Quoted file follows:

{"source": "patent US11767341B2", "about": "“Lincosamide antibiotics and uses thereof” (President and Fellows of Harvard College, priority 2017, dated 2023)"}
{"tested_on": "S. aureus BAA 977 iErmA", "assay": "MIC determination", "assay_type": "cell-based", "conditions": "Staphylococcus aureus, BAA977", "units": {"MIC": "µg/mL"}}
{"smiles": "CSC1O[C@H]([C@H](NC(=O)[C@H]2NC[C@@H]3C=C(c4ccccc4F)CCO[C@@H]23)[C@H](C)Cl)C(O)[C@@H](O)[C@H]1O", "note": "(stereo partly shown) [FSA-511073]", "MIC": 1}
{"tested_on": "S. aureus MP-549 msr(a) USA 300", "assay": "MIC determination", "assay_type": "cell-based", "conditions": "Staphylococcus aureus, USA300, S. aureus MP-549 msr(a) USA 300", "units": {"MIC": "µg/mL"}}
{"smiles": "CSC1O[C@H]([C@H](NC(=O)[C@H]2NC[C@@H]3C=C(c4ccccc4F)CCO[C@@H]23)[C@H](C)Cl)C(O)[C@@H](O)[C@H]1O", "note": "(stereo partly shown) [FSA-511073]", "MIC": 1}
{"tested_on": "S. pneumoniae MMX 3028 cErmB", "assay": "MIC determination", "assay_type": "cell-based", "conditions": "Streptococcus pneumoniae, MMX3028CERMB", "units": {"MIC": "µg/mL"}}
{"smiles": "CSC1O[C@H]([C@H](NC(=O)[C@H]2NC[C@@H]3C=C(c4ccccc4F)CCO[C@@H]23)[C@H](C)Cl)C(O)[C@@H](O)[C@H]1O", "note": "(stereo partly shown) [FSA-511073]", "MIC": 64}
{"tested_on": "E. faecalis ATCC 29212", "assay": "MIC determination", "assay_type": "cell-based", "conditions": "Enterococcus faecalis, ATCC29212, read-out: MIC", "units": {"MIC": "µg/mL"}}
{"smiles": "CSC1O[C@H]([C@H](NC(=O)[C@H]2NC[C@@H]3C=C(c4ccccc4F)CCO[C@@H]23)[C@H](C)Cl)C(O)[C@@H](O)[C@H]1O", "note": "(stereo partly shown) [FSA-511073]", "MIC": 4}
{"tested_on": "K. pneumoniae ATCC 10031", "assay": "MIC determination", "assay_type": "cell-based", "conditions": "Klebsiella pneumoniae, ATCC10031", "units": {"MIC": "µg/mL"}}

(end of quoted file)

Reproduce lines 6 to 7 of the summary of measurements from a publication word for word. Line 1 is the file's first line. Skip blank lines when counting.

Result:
{"tested_on": "S. pneumoniae MMX 3028 cErmB", "assay": "MIC determination", "assay_type": "cell-based", "conditions": "Streptococcus pneumoniae, MMX3028CERMB", "units": {"MIC": "µg/mL"}}
{"smiles": "CSC1O[C@H]([C@H](NC(=O)[C@H]2NC[C@@H]3C=C(c4ccccc4F)CCO[C@@H]23)[C@H](C)Cl)C(O)[C@@H](O)[C@H]1O", "note": "(stereo partly shown) [FSA-511073]", "MIC": 64}